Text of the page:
In 2015, I was working as an economist at the Federal Reserve. If someone told you then that in 2020 a deadly pandemic would shut down life as we knew it and that in the midst of a stop-and-go response from Congress, a Federal Reserve chair — who was a lifelong Republican and a Wall Street executive appointed by President Donald Trump — would emerge as a champion of Main Street, you may have thought she was from another planet.
But that’s the world we live in with Jerome Powell as the leader of our nation’s central bank. The swift and steady action from the Fed, a commitment to getting people safely back to work and Mr. Powell’s calm-inducing pronouncements have earned him plenty of bipartisan credit. (There’s now even a wide cross-section of progressives who have become fans of his.) That said, Mr. Powell is not the only hero. The long, hard path to get a more worker-friendly Fed was generations in the making.
Despite its globe-shaping role, the Fed remains something of a mystery. Alan Blinder, a former vice chair at the Fed, likes to joke that when people hear “Federal Reserve” they think it’s a national forest out West.
A year ago, however, as Covid-19 became a pandemic and markets tumbled at rates threatening to dwarf the crash in 2008, all eyes again turned to the central bank.
Mr. Powell and his team swiftly moved to put out fires on Wall Street and Main Street last spring. The efforts were imperfect, but the retirement savings of millions as well as the budgets of states and cities were saved from destruction.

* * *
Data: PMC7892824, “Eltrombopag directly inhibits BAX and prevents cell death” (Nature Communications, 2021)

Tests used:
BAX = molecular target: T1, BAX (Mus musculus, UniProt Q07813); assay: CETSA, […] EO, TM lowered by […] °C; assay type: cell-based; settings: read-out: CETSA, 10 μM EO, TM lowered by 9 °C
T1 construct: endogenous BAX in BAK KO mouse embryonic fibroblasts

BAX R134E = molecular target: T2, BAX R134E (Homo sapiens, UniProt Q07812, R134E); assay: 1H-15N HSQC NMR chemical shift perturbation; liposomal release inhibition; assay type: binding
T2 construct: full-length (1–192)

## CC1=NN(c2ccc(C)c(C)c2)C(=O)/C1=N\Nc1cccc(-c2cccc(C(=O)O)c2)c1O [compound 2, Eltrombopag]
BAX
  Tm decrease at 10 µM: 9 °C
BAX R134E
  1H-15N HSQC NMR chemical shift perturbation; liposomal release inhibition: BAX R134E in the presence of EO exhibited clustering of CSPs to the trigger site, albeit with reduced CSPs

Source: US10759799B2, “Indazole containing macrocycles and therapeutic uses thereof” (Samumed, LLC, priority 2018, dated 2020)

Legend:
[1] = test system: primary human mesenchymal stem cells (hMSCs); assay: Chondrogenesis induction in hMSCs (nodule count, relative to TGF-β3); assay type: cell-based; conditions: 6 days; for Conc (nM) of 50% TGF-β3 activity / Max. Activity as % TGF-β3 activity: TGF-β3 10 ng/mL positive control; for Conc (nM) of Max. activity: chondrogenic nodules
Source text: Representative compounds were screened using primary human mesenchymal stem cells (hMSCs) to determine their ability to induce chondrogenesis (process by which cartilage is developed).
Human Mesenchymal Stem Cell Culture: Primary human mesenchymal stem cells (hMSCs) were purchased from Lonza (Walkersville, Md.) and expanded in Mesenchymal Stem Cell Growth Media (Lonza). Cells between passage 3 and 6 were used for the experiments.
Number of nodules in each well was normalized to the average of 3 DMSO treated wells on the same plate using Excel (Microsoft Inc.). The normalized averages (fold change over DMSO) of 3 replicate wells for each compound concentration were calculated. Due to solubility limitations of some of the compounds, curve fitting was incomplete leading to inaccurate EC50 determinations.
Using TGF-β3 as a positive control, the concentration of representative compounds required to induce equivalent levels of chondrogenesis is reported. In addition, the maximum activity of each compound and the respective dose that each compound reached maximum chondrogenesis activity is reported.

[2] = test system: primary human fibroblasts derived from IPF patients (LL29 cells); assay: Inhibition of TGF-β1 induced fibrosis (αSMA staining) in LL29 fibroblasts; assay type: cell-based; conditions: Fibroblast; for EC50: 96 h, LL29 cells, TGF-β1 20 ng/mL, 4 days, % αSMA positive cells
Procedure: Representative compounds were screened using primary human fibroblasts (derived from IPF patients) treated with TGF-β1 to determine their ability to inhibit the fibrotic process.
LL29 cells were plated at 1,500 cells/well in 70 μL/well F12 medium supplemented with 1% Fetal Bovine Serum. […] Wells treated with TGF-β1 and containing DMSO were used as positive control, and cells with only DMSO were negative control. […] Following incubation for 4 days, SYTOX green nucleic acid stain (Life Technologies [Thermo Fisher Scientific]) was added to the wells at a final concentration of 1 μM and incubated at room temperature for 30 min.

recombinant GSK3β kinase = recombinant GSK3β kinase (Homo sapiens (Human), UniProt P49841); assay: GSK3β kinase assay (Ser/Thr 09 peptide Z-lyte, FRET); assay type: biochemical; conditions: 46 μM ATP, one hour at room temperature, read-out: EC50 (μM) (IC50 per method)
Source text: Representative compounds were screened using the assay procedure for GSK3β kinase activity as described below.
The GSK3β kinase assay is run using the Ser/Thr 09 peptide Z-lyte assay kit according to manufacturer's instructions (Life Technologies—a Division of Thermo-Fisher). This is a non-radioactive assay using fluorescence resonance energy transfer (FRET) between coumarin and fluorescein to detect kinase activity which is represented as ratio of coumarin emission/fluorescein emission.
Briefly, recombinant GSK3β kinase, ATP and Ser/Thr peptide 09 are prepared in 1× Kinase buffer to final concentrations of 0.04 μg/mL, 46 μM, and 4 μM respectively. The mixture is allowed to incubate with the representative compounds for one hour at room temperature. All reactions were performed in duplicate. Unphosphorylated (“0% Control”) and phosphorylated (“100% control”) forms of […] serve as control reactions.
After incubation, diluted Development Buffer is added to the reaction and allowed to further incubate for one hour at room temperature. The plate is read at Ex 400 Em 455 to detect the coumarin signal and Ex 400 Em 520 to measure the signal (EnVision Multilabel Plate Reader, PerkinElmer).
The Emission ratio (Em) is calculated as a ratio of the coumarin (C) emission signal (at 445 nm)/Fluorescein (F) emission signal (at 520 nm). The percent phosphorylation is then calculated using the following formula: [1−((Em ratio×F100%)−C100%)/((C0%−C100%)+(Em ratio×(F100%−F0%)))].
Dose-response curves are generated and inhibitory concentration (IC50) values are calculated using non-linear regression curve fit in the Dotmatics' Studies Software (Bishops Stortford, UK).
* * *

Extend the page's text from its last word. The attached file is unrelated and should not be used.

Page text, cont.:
Altogether, it was a remarkable level of intervention. And on top of that, Mr. Powell repeatedly called on Congress to spend more — typically a taboo at the Fed, a technocratic institution that prefers to stay out of politics.
The seeds of his bold actions were planted generations ago with the passage of the Full Employment Act of 1946. Its passage set the goal for the U.S. government to strive for “useful employment for those able, willing and seeking work.”
The spirit of this law can actually be found in the calls for economic justice within the Civil Rights movement: Though some forget, the March on Washington in 1963 was, officially called the March on Washington for Jobs and Freedom. Over a decade later, in 1978, Coretta Scott King was there when President Jimmy Carter signed the Humphrey-Hawkins Act, requiring the Fed chair to testify twice a year before Congress on its progress toward stable prices and maximum employment too.
But this new dual mandate that activists made possible failed its first hard test. In response to the stagflation that began in the late 1970s, the Fed chair at the time, Paul Volcker, aggressively raised interest rates to 20 percent — and yes, inflation fell from 13 percent to 3 percent within three years. But unemployment rose to double digits. Millions of small businesses and consumers were crushed by the skyrocketing interest rates.
I was 5 years old then, and because of these monetary policies my family barely held onto our three-generation family farm. Others weren’t so lucky.
Inflation hawks seldom remind us that wealthy investors are hurt by inflation and lower-income borrowers are helped: For example, paying off a fixed-rate loan is easier when wages and prices rise by, say, 5 percent a year rather than 2 percent. People have more money to pay the debt, and when creditors get their money back, it’s worth less. When framed this way, zealously guarding against any significant uptick in inflation feels less like responsible stewardship and more like a classist double whammy — increased cost of debt and fewer jobs.